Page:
This thesis argues that a behavioral perspective can help explain what really happens when owners in family-owned businesses take an active role in long-term development. It addresses the gap in the relevant corporate governance and strategy literature regarding the value-creating role of owners in long-term firm development and the under-researched workings of active ownership in privately held companies. The organizational behavior theories underlying this thesis are organizational decision making, organizational social capital, and organizational identity theory.
A pilot study and four case studies, with a total of twenty-one semi-structured interviews, were conducted to find empirical evidence for the thirteen propositions of the initial framework. Qualitative content analysis was used as a data analysis method. Based on the empirical findings, a revised conceptual framework with twelve revised propositions was created. It contributes to our understanding of the effects and mechanisms of active owners, thus contributing to opening the black box of active ownership in private companies. This exploratory study enriches the previous body of research by providing a novel understanding of the role of active owners from a strategic management perspective, a novel conceptual framework for active owner involvement based on a behavioral perspective, and a comprehensive set of propositions based on the commonly accepted concepts of organizational decision-making, organizational social capital, and organizational identity. Further research would be needed to test the revised framework statistically.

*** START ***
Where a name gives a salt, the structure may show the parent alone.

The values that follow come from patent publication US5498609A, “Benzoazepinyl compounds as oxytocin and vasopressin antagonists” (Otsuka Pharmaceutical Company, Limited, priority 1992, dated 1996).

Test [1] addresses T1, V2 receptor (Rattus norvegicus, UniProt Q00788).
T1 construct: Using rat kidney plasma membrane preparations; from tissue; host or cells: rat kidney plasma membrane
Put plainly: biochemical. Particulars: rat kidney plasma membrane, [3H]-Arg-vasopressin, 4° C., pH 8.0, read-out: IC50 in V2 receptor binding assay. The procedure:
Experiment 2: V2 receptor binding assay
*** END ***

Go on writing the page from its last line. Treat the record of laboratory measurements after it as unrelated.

The thesis offers five initial practical implications and potential recommendations for active owners and managers working in active-ownership privately owned companies.